Social Emotional Intelligence: Code Switching
A teacher who wants to develop the social emotional intelligence of his or her students may want to begin with a discussion on code-switching. Code-switching is adapting to the social code of a new situation. Imagine a student doing homework on a device such as an iPad or tablet. While looking up information on rainforests, the student finds a funny cat meme and stops to send it to a friend by private message on Facebook. This is normal behavior.
But take that same student and put her in a different setting. Now she is researching rainforests inside the classroom. She stumbles across something funny, such as a cat meme, but doesn’t send it to her friend. That would go against the classroom social code. Instead, she may make a mental note to find that meme later, when she is at home, and to then send it to her friend.
Here, the student is presented with the same situation, having found the same funny something (a cat meme), while researching the same specific topic (rainforests),with the very same tools (computer). What has changed is the setting and that setting’s code. She’s not at home. She’s in the classroom. What you do at home is different than what you do in the classroom. The behavior codes are different. The student who finds that meme in class and does not send it to a friend at that moment, is effective at code-switching. She gets that sending that meme right now would be inappropriate.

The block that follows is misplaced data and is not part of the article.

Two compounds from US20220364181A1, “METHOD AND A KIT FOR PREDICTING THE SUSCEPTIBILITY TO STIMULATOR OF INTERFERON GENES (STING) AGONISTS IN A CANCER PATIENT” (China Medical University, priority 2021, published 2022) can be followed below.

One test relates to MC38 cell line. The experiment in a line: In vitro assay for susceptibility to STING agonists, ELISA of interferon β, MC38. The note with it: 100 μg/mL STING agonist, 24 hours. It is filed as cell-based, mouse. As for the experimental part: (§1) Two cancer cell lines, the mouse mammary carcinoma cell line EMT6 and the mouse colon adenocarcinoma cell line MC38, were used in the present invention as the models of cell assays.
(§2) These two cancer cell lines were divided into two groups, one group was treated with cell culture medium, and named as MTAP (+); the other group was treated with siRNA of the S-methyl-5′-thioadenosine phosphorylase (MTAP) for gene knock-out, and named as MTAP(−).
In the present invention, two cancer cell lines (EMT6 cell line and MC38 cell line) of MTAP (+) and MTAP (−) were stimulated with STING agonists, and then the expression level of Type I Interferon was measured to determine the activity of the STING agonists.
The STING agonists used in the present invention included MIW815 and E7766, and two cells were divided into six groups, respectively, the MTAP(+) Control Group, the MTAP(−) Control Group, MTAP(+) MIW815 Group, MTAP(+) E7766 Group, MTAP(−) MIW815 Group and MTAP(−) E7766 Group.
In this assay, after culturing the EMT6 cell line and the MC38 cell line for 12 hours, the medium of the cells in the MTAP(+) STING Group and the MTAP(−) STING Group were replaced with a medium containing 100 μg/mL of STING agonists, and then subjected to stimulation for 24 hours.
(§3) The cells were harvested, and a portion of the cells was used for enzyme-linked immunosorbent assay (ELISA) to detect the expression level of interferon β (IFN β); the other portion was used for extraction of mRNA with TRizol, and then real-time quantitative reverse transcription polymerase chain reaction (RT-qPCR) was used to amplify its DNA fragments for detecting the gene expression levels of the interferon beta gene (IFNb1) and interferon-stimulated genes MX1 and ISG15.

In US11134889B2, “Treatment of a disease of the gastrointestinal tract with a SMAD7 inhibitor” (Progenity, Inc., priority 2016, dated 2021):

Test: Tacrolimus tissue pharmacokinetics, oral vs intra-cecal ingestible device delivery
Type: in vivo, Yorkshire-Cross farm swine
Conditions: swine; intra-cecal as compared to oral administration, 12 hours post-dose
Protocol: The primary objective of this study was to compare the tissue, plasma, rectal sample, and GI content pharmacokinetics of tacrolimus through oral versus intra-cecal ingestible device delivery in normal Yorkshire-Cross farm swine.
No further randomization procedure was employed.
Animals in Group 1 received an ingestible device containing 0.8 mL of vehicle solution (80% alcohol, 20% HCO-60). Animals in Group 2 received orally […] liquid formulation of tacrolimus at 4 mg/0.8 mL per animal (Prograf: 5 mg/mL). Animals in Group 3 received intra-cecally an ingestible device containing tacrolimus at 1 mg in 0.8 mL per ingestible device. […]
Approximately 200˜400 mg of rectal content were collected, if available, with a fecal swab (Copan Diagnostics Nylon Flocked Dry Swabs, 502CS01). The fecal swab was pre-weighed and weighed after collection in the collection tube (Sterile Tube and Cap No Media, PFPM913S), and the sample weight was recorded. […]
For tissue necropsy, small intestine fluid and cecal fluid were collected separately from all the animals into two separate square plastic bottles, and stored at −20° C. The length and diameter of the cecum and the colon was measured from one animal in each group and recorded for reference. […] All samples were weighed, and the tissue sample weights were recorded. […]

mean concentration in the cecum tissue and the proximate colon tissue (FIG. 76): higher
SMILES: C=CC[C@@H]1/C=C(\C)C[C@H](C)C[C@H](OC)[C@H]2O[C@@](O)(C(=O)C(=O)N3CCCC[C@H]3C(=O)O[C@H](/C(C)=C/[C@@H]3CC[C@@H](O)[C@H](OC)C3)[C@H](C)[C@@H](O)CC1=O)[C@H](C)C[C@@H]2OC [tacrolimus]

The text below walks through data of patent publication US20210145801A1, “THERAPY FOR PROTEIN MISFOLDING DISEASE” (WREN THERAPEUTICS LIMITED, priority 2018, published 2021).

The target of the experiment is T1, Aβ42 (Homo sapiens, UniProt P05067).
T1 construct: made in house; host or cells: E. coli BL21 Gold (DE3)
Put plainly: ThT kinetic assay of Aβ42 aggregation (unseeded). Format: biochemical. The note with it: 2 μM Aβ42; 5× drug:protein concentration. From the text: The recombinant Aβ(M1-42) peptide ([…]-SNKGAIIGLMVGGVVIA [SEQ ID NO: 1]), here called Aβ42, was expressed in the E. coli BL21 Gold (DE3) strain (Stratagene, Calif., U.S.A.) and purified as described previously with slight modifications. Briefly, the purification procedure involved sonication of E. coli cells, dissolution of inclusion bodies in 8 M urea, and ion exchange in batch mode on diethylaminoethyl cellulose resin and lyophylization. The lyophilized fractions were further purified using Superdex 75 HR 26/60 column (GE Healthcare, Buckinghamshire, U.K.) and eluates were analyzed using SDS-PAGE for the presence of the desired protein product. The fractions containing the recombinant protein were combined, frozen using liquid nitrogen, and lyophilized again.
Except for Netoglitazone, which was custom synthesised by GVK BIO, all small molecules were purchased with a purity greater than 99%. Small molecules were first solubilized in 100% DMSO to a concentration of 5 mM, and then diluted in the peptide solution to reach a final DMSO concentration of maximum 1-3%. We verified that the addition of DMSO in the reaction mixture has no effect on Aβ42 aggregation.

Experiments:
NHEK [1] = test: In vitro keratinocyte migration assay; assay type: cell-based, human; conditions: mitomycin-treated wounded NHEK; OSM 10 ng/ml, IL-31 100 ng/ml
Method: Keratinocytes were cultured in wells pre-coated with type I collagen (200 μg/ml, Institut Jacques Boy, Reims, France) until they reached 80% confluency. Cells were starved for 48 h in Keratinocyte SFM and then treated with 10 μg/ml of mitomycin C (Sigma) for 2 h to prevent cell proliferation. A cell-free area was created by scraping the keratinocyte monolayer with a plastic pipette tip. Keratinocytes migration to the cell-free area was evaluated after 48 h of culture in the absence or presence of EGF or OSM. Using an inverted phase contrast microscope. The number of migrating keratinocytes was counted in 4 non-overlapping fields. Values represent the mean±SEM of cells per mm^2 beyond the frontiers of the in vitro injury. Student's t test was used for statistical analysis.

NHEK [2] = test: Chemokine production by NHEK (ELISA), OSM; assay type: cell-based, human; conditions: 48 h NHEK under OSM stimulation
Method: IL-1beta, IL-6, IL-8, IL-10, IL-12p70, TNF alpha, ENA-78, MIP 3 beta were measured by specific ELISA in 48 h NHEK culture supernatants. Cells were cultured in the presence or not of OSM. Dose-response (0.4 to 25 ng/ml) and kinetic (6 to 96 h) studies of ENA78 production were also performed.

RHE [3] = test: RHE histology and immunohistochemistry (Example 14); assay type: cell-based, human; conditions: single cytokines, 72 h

The student, on the other hand, who acts on impulse and sends that meme off to a friend during classroom time, may find it confusing to be reprimanded for doing exactly what she would have done in the same situation at home. She may not get that she is breaching class etiquette, by failing to follow the classroom code. Discussing similar examples in class can help students become more aware of codes and code switching, thus raising social emotional intelligence and awareness.